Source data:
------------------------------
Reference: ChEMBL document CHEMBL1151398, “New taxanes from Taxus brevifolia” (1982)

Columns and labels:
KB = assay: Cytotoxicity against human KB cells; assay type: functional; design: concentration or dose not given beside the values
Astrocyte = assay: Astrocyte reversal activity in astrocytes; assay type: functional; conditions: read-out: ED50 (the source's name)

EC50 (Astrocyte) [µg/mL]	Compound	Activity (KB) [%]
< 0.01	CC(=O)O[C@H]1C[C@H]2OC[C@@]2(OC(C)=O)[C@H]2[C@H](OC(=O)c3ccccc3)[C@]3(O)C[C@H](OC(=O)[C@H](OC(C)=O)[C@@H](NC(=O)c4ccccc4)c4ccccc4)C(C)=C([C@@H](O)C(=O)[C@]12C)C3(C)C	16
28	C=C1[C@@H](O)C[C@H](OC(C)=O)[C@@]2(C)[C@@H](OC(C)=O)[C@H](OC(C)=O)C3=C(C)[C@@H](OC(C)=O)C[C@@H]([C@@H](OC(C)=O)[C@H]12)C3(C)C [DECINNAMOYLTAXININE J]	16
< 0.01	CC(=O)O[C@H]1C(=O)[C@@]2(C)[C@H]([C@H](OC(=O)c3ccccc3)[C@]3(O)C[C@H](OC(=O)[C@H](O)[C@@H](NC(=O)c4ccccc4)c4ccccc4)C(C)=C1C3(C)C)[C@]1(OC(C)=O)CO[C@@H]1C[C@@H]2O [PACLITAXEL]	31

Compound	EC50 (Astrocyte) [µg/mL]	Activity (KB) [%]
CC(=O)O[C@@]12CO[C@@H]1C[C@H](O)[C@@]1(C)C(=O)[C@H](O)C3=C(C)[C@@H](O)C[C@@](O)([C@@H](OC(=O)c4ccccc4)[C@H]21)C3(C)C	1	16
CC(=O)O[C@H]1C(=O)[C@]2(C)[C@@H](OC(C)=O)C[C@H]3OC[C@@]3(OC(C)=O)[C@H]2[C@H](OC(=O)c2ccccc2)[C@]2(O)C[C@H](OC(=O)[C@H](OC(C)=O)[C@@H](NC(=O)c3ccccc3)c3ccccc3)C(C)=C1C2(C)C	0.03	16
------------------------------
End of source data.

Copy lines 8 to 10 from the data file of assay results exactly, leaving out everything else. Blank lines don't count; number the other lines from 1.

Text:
< 0.01	CC(=O)O[C@H]1C(=O)[C@@]2(C)[C@H]([C@H](OC(=O)c3ccccc3)[C@]3(O)C[C@H](OC(=O)[C@H](O)[C@@H](NC(=O)c4ccccc4)c4ccccc4)C(C)=C1C3(C)C)[C@]1(OC(C)=O)CO[C@@H]1C[C@@H]2O [PACLITAXEL]	31

Compound	EC50 (Astrocyte) [µg/mL]	Activity (KB) [%]
CC(=O)O[C@@]12CO[C@@H]1C[C@H](O)[C@@]1(C)C(=O)[C@H](O)C3=C(C)[C@@H](O)C[C@@](O)([C@@H](OC(=O)c4ccccc4)[C@H]21)C3(C)C	1	16